CalculatedRisk rounds up some links on how data collection can come under political fire, which is, of course, terrifying. He also tells this story:
The Depression led to an effort to enhance and expand data collection on employment, and I was hoping the housing bubble and bust would lead to a similar effort to collect better housing related data. From the BLS history:
[T]he growing crisis [the Depression], spurred action on improving employment statistics. In July , Congress enacted a bill sponsored by Senator Wagner directing the Bureau to “collect, collate, report, and publish at least once each month full and complete statistics of the volume of and changes in employment.” Additional appropriations were provided.In the early stages of the Depression, policymakers were flying blind. But at least they recognized the need for better data, and took action. All business people know that when there is a problem, a key first step is to measure the problem. That is why I’ve been a strong supporter of trying to improve data collection on the number of households, vacant housing units, foreclosures and more.
New data is useless and if we had more data on what happened in the Great Depression we might not be scratching our heads as much today. Here’s an example of a chart that tells some kind of story but really doesn’t have enough history to teach us much of use:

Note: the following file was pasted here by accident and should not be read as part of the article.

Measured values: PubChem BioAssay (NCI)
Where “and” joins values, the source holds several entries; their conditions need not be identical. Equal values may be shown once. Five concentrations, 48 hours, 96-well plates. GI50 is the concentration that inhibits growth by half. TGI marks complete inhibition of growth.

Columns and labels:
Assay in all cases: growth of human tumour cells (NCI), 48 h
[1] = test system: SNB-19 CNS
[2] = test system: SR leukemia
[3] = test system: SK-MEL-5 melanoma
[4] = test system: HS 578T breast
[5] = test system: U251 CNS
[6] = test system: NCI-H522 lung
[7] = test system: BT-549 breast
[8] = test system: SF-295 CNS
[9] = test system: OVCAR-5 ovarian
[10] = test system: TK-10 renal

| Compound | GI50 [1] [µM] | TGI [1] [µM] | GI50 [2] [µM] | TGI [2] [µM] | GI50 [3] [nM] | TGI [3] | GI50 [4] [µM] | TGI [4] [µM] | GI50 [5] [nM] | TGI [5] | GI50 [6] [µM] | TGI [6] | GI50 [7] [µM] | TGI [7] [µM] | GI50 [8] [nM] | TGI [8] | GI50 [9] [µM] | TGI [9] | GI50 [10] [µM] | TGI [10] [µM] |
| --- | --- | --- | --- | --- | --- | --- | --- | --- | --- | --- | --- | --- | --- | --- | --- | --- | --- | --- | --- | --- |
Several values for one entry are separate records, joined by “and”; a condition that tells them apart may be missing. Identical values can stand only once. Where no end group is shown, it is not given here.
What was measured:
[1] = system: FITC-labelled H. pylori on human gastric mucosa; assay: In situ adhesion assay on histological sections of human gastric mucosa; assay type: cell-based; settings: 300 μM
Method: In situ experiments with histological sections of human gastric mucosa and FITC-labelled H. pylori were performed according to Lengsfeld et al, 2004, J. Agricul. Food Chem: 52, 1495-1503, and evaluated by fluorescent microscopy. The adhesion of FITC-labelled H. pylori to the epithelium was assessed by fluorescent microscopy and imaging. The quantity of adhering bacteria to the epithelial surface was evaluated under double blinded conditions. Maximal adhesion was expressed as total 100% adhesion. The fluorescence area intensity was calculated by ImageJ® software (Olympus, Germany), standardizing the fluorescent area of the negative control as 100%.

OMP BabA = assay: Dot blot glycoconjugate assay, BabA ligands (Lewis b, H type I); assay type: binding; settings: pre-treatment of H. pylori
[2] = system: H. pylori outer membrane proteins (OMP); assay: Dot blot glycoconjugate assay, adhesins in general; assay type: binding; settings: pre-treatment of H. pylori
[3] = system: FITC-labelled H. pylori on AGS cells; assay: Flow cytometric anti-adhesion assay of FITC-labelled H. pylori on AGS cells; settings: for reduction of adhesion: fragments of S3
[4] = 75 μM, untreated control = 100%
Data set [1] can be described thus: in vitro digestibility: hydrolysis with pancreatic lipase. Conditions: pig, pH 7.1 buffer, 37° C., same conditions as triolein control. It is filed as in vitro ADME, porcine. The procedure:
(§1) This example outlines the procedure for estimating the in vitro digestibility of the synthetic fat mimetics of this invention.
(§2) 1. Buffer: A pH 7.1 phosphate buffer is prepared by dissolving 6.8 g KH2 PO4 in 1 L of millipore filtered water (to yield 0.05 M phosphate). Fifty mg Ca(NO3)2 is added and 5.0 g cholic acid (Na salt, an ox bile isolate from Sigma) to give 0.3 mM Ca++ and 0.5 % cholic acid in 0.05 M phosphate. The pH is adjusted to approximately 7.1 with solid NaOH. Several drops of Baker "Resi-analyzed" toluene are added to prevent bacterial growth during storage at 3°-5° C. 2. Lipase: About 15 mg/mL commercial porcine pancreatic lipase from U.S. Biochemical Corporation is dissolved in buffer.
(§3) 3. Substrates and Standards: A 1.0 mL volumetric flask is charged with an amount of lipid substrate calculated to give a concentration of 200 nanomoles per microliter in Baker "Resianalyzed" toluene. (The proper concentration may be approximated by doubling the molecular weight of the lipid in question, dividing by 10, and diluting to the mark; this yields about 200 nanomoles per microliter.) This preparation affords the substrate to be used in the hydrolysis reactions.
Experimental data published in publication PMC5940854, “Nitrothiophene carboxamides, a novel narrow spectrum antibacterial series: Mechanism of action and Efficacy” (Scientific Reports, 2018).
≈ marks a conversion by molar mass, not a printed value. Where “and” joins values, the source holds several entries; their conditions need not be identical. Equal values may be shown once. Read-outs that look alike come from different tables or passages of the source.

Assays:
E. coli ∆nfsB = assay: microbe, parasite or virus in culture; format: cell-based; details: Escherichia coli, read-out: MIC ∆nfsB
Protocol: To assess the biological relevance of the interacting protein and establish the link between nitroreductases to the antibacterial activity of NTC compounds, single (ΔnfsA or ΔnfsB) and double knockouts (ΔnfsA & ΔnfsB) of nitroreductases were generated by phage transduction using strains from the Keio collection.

(The chart annoys me in that clearly these two datasets have radically different statistical properties: they don’t belong on the same scale, or probably not even the same chart.)
So Government datasets are excellent because they’re (mostly) impartial and consistently measured: I’d rather have a consistently flawed dataset that I can correct than one whose basis changes unpredictably throughout.
But it’s painful to audit data collection and analysis policies, which is why it took so long for economists to figure out the way the government measures productivity changes due to offshoring is garbage. Michael Mandel blew the top off of this recently and taught us all a lesson.
But governments aren’t the only game in town. There are countless surveys of this and that group (architects, real estate agents, industrial producers, etc etc), which are ok, but big data is hopefully changing that, too. MIT’s Billion Prices Project is a ‘simple’ web scrape but is potentially a vastly better measure of inflation in the cost of goods. Check out their charts.
Hopefully data won’t be a bottleneck to knowledge some day.
addendum: Michael Mandel reports a huge revision in the domestically produced computers figures:
There are four important points here.
1) A big chunk of those computer shipments were supposedly going into domestic nonresidential investment. Post-revision, either the U.S. investment drought was deeper than we thought, or imports of computers were a lot bigger (see the recent PPI piece on Hidden Toll: Imports and Job Loss Since 2007).
2) The U.S. shift from the production of tangibles to the production of intangibles (think the App Economy) has been even sharper and more pronounced than we realized.
3) Budget cutbacks for economic statistics, such as the House Republicans are proposing, would increase the odds of big revisions like this one.
4) Bad data leads to bad policy mistakes, especially at times of turmoil. We need more funding for economics statistics, rather than less.